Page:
Student-athlete or employee?
How should players at your favorite college or university be classified?
There’s sure to be plenty of discussion — and litigation — over this point after a federal agency ruled last Wednesday that football players at Northwestern University can create the nation’s first union of college athletes.
Regional director of the National Labor Relations Board Peter Sung Ohr said in a 24-page decision that the players “fall squarely” within the broad definition of employee.
Under U.S. law, The Associated Press reported, an employee is regarded as someone who, among other things, receives compensation for a service and is under the strict, direct control of managers. In the case of the Northwestern players, coaches are the managers and scholarships are a form of compensation, Ohr concluded.
“The record makes clear that the employer’s scholarship players are identified and recruited in the first instance because of their football prowess and not because of their academic achievement in high school,” Ohr wrote. He also noted that among the evidence presented by Northwestern, “no examples were provided of scholarship players being permitted to miss entire practices and/or games to attend their studies.”
The goals of the players at Northwestern include guaranteeing coverage of sports-related medical expenses for current and former players, reducing head injuries and potentially letting players pursue commercial sponsorships.
The Northwestern case deals with private schools. The federal labor agency does not have jurisdiction over public universities.
It is easy to see, though, that the idea could spread throughout the country.
Could we one day see what has happened in professional sports, strikes and lockouts?
Is it possible that scholarship athletes, who devote a tremendous amount of hours virtually rear-round if they are to succeed, get in position to receive more than a paid-for college education?
“We frequently hear from student-athletes, across all sports, that they participate to enhance their overall college experience and for the love of their sport, not to be paid,” the NCAA said in a statement.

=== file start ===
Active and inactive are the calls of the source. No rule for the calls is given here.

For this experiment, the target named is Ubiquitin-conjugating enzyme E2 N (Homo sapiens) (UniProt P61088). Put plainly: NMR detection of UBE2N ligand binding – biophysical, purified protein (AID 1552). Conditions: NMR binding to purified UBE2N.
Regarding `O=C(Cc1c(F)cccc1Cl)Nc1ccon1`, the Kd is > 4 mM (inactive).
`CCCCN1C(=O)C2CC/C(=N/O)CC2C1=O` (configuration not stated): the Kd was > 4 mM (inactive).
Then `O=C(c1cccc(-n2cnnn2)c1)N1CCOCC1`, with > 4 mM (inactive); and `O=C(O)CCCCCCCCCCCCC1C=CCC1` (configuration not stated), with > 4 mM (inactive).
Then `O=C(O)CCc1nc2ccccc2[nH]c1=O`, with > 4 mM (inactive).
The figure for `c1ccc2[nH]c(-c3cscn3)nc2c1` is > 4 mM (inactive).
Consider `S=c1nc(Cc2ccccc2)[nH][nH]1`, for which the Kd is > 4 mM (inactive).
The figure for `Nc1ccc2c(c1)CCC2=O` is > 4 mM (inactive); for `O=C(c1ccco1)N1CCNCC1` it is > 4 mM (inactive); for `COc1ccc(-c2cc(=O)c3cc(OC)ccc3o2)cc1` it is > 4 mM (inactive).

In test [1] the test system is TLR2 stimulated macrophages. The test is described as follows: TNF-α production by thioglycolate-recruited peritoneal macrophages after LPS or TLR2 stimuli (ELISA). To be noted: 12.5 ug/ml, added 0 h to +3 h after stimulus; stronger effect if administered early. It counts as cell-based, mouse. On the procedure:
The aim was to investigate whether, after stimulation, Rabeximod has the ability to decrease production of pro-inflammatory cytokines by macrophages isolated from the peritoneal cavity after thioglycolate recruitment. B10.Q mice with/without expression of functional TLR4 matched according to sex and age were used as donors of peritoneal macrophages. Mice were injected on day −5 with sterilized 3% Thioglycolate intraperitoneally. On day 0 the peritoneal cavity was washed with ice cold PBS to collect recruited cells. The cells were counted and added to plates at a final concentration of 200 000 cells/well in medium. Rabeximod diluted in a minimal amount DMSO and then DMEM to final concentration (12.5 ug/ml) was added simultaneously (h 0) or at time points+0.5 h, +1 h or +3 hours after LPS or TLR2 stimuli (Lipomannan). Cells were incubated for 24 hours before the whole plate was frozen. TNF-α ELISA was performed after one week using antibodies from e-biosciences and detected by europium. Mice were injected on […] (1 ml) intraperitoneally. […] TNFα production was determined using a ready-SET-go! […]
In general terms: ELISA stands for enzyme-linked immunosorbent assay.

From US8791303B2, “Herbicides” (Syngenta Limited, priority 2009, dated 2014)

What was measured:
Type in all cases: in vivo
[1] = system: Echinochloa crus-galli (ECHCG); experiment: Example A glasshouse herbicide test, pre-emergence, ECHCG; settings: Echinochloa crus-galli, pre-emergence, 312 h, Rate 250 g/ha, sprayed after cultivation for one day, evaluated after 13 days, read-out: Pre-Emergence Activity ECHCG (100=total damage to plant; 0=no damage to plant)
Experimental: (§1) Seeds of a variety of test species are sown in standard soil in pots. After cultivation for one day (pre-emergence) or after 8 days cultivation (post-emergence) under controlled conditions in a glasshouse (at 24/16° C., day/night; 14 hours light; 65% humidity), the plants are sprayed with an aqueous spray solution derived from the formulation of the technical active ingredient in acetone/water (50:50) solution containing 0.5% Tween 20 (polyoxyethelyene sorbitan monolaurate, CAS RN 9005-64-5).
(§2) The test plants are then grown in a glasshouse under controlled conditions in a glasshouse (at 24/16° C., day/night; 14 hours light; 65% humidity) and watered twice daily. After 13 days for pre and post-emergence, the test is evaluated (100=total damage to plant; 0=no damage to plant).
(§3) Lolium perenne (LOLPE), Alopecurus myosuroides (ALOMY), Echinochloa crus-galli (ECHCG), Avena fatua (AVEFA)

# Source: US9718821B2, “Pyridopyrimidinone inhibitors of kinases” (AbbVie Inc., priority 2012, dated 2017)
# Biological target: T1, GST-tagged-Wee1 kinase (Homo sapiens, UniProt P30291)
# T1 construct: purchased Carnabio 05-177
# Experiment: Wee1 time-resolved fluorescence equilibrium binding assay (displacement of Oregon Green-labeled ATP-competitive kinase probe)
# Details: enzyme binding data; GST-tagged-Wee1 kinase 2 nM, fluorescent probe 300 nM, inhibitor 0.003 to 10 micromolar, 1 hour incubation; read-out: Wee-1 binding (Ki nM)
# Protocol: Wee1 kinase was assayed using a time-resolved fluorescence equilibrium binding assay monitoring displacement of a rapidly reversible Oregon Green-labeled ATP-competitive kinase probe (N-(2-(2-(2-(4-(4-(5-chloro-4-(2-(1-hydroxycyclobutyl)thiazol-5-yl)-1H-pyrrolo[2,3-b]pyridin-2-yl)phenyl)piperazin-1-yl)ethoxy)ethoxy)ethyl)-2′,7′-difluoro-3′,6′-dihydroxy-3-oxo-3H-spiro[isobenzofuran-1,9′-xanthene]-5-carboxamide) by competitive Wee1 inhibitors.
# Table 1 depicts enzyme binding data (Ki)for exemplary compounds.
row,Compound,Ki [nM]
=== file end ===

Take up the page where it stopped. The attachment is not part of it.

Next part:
That may be true, but it’s no secret about how major college athletics has become a huge business. Coaching salaries of millions of dollars annually are now routine in the major sports. Football and men’s basketball lead the way, and they generally must generate enough revenue and interest to support entire athletic departments. There is $18 billion just in television rights for the NCAA basketball tournament and bowl games.
It’s the players’ performance that generates that money.
Is that performance worth more than the value of a scholarship?
More cases are on the way.
One, filed by former UCLA basketball star Ed O’Bannon, is scheduled for trial June 9 in California. O’Bannon, who led his team to the national championship in 1995, sued after seeing his likeness without his permission in a video game licensed by the NCAA.
Former West Virginia University running back Shawne Alston has filed a class-action lawsuit against the NCAA and the five major conference saying they violated antitrust laws by agreeing to cap the value of an athletic scholarship at less than the actual cost of attending school.
Change, in this atmosphere, is sure to come to college athletics.
“While improvements need to be made, we do not need to completely throw away a system that has helped literally millions of students over the past decade alone attend college,” the NCAA said in a statement.
Finding a way to be fair to athletes while continuing to provide a wide range of sports will be a tremendous challenge that will likely take years to accomplish after being ignored much too long.